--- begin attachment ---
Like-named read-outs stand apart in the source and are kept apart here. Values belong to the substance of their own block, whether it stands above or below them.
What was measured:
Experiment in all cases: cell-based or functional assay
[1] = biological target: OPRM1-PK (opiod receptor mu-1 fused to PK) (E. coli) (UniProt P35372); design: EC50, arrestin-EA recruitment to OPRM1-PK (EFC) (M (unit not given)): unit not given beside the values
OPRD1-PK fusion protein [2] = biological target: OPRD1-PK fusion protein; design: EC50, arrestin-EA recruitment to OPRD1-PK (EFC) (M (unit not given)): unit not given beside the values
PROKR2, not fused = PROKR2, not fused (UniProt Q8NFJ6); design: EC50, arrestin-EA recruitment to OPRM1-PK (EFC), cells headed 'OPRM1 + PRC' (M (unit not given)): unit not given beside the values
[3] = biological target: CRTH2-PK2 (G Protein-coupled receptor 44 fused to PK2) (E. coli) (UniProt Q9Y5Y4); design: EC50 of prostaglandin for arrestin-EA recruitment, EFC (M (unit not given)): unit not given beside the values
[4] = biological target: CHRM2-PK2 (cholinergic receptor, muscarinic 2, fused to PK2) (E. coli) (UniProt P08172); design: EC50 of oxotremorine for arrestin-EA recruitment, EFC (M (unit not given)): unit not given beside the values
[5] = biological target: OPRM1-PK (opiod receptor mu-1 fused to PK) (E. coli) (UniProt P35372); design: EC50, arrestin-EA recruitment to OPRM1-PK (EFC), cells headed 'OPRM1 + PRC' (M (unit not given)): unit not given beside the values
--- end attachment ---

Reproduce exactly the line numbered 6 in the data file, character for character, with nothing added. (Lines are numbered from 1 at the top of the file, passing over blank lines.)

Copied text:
PROKR2, not fused = PROKR2, not fused (UniProt Q8NFJ6); design: EC50, arrestin-EA recruitment to OPRM1-PK (EFC), cells headed 'OPRM1 + PRC' (M (unit not given)): unit not given beside the values